comscore Beloved vocal coach Neva Rego dies at 85 | Honolulu Star-Advertiser
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Beloved vocal coach Neva Rego dies at 85

  • STAR-ADVERTISER / 2006

    Danny Couch, Sonya Mendez, Marlene Sai, Neva Rego, Jimmy Borges, Carole Kai, Shari Lynn and Anita Hall at the State Capitol.

From humble Kaimuki origins, Neva Rego fulfilled a childhood dream to shape a career in music that spanned four decades and impacted a host of Hawaii and national performers.

Rego, an esteemed vocal coach, died Feb. 15 at age 85, at the 18th Avenue home where she was born. It also served as the Bel Canto School of Singing that she had operated since 1979 with Betty Grierson, her longtime business partner and companion.

Born Aggreneva Rego on June 21, 1932, she was named after a Russian opera singer, Aggreneva Scholovanskaya. “As I recall, when I was 7 years old, I heard this beautiful aria on the radio,” she said in a 2008 episode of “Long Story Short” on PBS Hawaii. “And I remember telling my mother that was the most beautiful thing I ever heard in my whole life.”

She knew then, and throughout her studies, which took her as far away as Italy, that her life would embrace music, particularly opera.

Mentor for many

As a voice coach, she mentored a who’s who of Hawaii entertainers: Robert and Roland Cazimero, Loretta Ables Sayre, Shari Lynn, Jimmy Borges, Tony Conjugacion, Willy Falk, Richard Chamberlain, Don Ho, “American Idol” contestants Jasmine Trias and Jordan Segundo, Les Ceballos, Loyal Garner, Randy Hongo, Frank DeLima, Marlene Sai, Guy Merola, former Miss America Carolyn Sapp, Anita Hall, Aaron Sala, Manu Boyd, Carole Kai, Nohelani Cypriano, Carl Crozier and David Montero.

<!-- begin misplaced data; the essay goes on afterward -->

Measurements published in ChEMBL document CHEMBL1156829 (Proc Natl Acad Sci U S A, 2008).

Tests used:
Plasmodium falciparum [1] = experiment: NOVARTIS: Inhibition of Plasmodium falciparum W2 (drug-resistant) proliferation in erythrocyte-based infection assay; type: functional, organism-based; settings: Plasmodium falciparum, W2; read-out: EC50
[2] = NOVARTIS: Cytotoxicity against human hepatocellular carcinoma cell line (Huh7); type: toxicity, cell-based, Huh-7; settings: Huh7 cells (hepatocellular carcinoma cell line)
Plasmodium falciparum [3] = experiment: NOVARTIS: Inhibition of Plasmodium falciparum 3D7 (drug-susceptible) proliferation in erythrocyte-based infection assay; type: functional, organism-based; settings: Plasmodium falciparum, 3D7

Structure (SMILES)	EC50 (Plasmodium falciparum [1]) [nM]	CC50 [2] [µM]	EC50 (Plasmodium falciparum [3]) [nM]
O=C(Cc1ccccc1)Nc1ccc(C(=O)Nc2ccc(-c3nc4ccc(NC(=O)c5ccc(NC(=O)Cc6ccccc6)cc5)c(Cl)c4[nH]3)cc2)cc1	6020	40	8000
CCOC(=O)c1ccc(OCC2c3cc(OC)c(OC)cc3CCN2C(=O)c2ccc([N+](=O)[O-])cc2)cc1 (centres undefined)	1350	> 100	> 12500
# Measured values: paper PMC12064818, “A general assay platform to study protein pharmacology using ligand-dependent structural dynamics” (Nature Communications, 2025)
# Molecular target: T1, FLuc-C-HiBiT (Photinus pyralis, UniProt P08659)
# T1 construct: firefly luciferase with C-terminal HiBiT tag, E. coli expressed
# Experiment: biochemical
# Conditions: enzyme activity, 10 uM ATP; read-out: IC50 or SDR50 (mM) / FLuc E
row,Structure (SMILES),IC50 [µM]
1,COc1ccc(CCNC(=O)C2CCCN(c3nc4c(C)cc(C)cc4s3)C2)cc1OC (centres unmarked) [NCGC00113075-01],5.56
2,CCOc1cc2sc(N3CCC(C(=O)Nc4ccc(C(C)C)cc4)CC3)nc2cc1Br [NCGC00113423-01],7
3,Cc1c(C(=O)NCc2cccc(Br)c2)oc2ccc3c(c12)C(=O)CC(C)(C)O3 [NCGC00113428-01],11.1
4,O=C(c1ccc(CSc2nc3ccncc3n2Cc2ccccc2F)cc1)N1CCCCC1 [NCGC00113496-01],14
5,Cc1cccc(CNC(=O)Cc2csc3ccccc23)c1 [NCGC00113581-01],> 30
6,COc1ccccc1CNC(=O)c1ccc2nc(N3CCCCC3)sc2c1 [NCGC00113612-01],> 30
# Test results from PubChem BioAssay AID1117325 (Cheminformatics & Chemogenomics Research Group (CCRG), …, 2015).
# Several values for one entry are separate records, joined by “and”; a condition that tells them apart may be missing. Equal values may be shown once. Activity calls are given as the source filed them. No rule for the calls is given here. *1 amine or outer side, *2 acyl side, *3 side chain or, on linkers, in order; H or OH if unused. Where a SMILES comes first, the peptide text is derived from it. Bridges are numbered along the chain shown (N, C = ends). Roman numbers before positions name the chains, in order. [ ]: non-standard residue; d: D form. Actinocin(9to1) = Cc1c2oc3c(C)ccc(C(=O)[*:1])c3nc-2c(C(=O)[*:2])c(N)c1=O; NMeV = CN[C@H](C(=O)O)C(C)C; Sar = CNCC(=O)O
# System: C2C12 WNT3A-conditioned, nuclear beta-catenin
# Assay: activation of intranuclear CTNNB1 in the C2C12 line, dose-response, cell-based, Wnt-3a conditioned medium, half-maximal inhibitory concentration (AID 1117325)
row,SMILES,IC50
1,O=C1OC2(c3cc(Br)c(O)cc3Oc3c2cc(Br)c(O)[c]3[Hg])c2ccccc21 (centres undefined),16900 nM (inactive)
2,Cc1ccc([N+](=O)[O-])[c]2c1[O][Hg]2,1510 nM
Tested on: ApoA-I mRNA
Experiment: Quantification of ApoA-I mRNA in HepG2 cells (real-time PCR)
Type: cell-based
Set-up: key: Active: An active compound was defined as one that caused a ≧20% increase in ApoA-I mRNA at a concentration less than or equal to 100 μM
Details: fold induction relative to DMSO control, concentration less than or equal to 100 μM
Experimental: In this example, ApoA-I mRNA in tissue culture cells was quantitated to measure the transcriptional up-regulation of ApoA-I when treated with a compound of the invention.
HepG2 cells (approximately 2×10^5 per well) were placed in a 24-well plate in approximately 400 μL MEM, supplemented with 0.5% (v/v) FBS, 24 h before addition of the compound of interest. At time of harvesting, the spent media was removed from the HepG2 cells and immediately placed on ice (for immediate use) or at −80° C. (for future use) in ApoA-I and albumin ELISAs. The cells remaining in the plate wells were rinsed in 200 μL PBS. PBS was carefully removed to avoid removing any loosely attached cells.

“She was pragmatic, not focusing just in opera but open to theater, Hawaiian, jazz,” said Falk, a Punahou School graduate whom Rego took under her wing early on. “She knew opera took years of training and apprenticeship, and she knew I needed a job, so I chose Broadway.”

Falk became a Tony-nominated Broadway actor and eventual opera performer who created the role of Chris in the first New York mounting of “Miss Saigon” in 1991.

“I was one of Neva’s very first students; she had just moved back to the islands from Italy and I was about 19,” he said. “Her belief in me and my voice gave me the confidence to move to New York to start a career. Her relentless pursuit of beautiful singing was mixed with a sense of duty to pass on the bel canto technique she had learned in Italy.

“No one could resist her enthusiasm.”

Friends to many more

Many others had endearing relationships with Rego.

“A good voice teacher is sometimes part psychologist, part parent, part motivational coach and friend,” said Lynn, a jazz singer, music teacher and Rego disciple since 1981. “Whenever I thought I couldn’t possibly reach a note or accomplish a task, she would push me to reach higher.”

Singer and kumu hula Robert Cazimero called her “an incredible teacher.”

“My lessons, besides voice and technique, included patience, gratitude and trying not to miss opportunities to support and give back to others. Our visits, the delicious figs from her yard, her lilting laughter and kindness — I will miss Neva,” he said.